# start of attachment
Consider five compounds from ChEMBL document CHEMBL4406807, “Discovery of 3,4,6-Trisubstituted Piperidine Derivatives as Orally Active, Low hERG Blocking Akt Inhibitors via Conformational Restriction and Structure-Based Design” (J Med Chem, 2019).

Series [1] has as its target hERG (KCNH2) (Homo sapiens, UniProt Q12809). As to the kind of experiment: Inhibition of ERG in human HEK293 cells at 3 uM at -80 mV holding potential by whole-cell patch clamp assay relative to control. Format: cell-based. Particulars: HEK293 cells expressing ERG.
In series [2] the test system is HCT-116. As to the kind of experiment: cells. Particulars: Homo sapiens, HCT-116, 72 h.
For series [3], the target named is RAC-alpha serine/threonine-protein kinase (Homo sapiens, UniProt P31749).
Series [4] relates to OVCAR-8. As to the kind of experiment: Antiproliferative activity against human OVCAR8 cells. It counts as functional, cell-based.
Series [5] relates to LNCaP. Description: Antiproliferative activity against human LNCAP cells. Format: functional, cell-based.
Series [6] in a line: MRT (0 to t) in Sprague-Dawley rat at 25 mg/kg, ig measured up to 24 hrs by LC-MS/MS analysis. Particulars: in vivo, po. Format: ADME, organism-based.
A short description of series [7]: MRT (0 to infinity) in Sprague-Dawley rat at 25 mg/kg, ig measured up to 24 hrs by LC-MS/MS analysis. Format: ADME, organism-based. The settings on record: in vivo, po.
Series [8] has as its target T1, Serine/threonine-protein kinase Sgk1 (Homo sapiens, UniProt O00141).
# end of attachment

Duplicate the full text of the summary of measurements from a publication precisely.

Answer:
Consider five compounds from ChEMBL document CHEMBL4406807, “Discovery of 3,4,6-Trisubstituted Piperidine Derivatives as Orally Active, Low hERG Blocking Akt Inhibitors via Conformational Restriction and Structure-Based Design” (J Med Chem, 2019).

Series [1] has as its target hERG (KCNH2) (Homo sapiens, UniProt Q12809). As to the kind of experiment: Inhibition of ERG in human HEK293 cells at 3 uM at -80 mV holding potential by whole-cell patch clamp assay relative to control. Format: cell-based. Particulars: HEK293 cells expressing ERG.
In series [2] the test system is HCT-116. As to the kind of experiment: cells. Particulars: Homo sapiens, HCT-116, 72 h.
For series [3], the target named is RAC-alpha serine/threonine-protein kinase (Homo sapiens, UniProt P31749).
Series [4] relates to OVCAR-8. As to the kind of experiment: Antiproliferative activity against human OVCAR8 cells. It counts as functional, cell-based.
Series [5] relates to LNCaP. Description: Antiproliferative activity against human LNCAP cells. Format: functional, cell-based.
Series [6] in a line: MRT (0 to t) in Sprague-Dawley rat at 25 mg/kg, ig measured up to 24 hrs by LC-MS/MS analysis. Particulars: in vivo, po. Format: ADME, organism-based.
A short description of series [7]: MRT (0 to infinity) in Sprague-Dawley rat at 25 mg/kg, ig measured up to 24 hrs by LC-MS/MS analysis. Format: ADME, organism-based. The settings on record: in vivo, po.
Series [8] has as its target T1, Serine/threonine-protein kinase Sgk1 (Homo sapiens, UniProt O00141).